I am finally recovering to the point where I can regularly run, and it feels great. Right now, I am focusing on getting out as many week nights as possible to run 2-3 miles and work on speed. Speed is an area that I put on the back burner during my four months of marathon training. I was preoccupied with getting my distances in and keeping my training sustainable. I accomplished that and I ran the marathon, but by race day my mile times were slow. Which is FINE. That is why I finished strong and did not have an injury!
Half marathons are a different game, and I know I can run them with a faster mile time. I finished the Whidbey Island half last April with a 2:11 time. This is my half marathon PR. I finished the Seattle Half marathon last November with a 2:26 time. A year ago, that was tremendous. This year, I would like to best my Seattle time from last year. Eventually, I would like to break my Whidbey PR and one day, perhaps, I will see a sub-2:00 time! A woman can dream!!
As a runner, I would describe myself as slow and steady. I am never going to win the race, but at any point along the course, I have enough breath and energy to cheer myself on and usually build up some other runners around me. Giving that energy to others brings me joy and makes a race day special. I also rarely encounter walls… and when I do, I can talk myself through them. I attribute that in part to steadiness. I still have my wits about me. I aim to never be physically exhausted until I get to the finish line.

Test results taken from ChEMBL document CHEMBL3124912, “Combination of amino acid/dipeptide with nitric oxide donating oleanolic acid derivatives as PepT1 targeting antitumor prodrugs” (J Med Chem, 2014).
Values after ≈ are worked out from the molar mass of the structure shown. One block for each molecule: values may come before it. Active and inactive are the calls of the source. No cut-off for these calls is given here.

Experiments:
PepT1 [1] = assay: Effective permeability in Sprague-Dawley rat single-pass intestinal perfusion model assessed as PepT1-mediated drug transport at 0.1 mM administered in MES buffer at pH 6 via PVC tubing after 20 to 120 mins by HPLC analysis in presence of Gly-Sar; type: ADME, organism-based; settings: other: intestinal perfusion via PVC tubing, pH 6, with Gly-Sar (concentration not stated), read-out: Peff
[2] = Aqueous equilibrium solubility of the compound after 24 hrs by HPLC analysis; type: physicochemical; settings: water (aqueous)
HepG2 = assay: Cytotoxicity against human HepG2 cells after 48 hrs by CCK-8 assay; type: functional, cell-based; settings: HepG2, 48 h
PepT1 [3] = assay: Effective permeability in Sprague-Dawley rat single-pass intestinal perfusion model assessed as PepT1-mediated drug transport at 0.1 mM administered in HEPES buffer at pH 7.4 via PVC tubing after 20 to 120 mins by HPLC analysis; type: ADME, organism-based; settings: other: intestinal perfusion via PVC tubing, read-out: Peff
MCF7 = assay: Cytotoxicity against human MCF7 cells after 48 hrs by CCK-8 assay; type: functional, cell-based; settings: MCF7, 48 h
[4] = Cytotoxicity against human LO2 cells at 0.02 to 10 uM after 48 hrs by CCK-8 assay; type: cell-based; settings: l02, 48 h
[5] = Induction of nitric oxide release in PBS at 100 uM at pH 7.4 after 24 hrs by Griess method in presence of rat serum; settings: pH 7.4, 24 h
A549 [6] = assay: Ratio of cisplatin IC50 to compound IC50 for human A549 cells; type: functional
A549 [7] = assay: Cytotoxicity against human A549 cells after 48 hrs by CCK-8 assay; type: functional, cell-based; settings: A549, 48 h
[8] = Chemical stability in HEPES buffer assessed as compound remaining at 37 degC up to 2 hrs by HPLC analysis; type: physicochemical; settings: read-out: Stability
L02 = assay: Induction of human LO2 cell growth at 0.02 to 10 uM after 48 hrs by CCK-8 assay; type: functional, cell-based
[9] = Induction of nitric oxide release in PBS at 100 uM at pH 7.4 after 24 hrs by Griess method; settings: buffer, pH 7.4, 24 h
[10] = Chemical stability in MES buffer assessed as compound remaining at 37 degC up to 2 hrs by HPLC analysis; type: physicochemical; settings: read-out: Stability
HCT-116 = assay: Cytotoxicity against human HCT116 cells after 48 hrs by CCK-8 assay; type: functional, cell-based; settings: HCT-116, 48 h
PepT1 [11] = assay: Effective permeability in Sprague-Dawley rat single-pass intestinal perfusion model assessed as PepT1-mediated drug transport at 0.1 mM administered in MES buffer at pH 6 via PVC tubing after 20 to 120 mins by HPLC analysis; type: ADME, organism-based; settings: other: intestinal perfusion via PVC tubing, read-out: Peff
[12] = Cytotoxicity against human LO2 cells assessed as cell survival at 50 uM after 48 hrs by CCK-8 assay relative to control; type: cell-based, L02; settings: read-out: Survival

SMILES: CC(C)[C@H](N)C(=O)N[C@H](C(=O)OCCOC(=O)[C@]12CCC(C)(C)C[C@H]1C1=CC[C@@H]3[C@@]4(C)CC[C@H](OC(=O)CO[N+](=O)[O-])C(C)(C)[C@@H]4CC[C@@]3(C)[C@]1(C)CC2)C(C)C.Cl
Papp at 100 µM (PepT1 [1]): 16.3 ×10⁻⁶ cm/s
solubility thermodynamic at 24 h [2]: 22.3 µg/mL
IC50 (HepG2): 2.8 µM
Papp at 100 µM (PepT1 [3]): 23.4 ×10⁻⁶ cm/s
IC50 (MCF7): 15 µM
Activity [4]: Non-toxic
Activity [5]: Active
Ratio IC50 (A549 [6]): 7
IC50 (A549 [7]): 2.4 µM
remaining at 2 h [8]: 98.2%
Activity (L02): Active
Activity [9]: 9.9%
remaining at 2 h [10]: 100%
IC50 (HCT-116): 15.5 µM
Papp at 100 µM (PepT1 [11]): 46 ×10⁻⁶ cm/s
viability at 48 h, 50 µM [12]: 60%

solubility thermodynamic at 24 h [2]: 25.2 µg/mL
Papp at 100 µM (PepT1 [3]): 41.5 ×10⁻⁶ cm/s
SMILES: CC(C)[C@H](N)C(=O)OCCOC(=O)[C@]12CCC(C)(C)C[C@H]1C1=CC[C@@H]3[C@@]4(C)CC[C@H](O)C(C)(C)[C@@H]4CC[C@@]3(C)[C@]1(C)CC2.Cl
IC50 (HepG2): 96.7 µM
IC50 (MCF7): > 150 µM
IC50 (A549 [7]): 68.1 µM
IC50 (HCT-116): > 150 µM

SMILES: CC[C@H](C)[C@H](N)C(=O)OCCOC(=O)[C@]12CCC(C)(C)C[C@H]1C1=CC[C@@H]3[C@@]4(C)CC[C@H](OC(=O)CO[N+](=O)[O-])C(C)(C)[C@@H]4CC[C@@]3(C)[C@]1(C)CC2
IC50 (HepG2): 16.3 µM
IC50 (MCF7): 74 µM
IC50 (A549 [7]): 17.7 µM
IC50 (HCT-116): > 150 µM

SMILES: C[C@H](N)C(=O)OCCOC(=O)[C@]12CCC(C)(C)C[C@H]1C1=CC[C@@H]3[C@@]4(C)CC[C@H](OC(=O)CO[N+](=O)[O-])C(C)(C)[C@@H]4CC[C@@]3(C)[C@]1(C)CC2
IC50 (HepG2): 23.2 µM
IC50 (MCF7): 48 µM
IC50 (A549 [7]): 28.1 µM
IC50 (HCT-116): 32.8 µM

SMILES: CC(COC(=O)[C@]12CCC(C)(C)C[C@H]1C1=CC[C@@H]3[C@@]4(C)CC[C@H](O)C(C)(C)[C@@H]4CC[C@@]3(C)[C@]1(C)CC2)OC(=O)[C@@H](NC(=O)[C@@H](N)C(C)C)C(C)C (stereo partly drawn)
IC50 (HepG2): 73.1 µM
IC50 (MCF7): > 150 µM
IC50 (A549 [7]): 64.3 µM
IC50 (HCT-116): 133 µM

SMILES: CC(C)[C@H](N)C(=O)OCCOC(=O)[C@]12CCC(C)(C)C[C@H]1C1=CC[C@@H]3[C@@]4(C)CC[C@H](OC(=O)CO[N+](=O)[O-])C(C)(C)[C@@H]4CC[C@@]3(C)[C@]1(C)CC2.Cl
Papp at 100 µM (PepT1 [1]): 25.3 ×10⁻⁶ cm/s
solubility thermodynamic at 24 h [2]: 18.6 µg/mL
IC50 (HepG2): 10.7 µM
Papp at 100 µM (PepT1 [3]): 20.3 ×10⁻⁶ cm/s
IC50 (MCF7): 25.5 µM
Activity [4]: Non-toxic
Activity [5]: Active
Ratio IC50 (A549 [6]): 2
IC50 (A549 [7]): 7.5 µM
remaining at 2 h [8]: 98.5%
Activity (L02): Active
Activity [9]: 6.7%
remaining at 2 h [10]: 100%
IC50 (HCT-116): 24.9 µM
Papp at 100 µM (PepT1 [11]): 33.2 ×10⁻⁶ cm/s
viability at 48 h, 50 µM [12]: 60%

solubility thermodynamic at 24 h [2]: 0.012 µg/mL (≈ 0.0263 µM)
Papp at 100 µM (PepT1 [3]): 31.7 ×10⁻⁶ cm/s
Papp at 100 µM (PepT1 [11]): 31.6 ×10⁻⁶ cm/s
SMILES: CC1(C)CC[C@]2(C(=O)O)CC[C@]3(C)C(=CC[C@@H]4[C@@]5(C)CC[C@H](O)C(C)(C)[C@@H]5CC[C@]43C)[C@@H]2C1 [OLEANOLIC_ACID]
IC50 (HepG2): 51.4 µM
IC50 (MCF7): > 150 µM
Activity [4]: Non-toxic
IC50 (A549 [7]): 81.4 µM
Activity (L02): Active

How do I balance what I appreciate about steadiness with my desire to push myself physically and run a faster mile? That is what I am focusing on. Learning to feel confident again at a 9 or 10 minute mile, rather than the default being an 11 or 12 minute mile. A half marathon is a shorter distance, but you can’t burn too bright at the beginning or you will suffer. I also need to remember that while Whidbey and Portland the following month were great times for me (2:11 and 2:16, respectively), I was hit with IT band issues after both of those races (probably a consequence of not rehabilitating the first instance well enough before the next race). So I would like to continue the strides I made over the summer and early fall to avoid injury through gradual and mindful attention to distance and exertion.
Just one month to go until the Seattle Half! I am looking forward to enjoying this race!
I am rocking the headlamp again these days!